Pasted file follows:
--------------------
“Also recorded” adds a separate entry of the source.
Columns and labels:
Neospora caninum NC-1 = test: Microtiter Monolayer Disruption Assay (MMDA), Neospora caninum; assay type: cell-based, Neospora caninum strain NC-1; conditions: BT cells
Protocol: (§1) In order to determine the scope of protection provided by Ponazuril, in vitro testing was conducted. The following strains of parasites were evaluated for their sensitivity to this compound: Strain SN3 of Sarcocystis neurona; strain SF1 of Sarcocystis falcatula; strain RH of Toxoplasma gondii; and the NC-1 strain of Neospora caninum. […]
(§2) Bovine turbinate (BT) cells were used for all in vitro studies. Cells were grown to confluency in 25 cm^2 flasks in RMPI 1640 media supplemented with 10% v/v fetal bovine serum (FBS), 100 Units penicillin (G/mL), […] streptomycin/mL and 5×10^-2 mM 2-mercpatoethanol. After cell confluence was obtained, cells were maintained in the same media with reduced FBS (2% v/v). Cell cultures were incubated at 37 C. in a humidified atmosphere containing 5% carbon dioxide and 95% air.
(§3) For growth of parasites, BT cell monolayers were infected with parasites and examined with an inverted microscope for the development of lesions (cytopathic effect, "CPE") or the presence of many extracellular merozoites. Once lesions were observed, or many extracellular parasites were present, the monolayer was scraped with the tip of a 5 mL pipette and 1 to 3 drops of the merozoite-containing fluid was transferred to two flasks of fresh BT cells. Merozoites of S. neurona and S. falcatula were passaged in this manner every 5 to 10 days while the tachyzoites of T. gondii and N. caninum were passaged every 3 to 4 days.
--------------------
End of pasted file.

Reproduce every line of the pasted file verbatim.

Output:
“Also recorded” adds a separate entry of the source.
Columns and labels:
Neospora caninum NC-1 = test: Microtiter Monolayer Disruption Assay (MMDA), Neospora caninum; assay type: cell-based, Neospora caninum strain NC-1; conditions: BT cells
Protocol: (§1) In order to determine the scope of protection provided by Ponazuril, in vitro testing was conducted. The following strains of parasites were evaluated for their sensitivity to this compound: Strain SN3 of Sarcocystis neurona; strain SF1 of Sarcocystis falcatula; strain RH of Toxoplasma gondii; and the NC-1 strain of Neospora caninum. […]
(§2) Bovine turbinate (BT) cells were used for all in vitro studies. Cells were grown to confluency in 25 cm^2 flasks in RMPI 1640 media supplemented with 10% v/v fetal bovine serum (FBS), 100 Units penicillin (G/mL), […] streptomycin/mL and 5×10^-2 mM 2-mercpatoethanol. After cell confluence was obtained, cells were maintained in the same media with reduced FBS (2% v/v). Cell cultures were incubated at 37 C. in a humidified atmosphere containing 5% carbon dioxide and 95% air.
(§3) For growth of parasites, BT cell monolayers were infected with parasites and examined with an inverted microscope for the development of lesions (cytopathic effect, "CPE") or the presence of many extracellular merozoites. Once lesions were observed, or many extracellular parasites were present, the monolayer was scraped with the tip of a 5 mL pipette and 1 to 3 drops of the merozoite-containing fluid was transferred to two flasks of fresh BT cells. Merozoites of S. neurona and S. falcatula were passaged in this manner every 5 to 10 days while the tachyzoites of T. gondii and N. caninum were passaged every 3 to 4 days.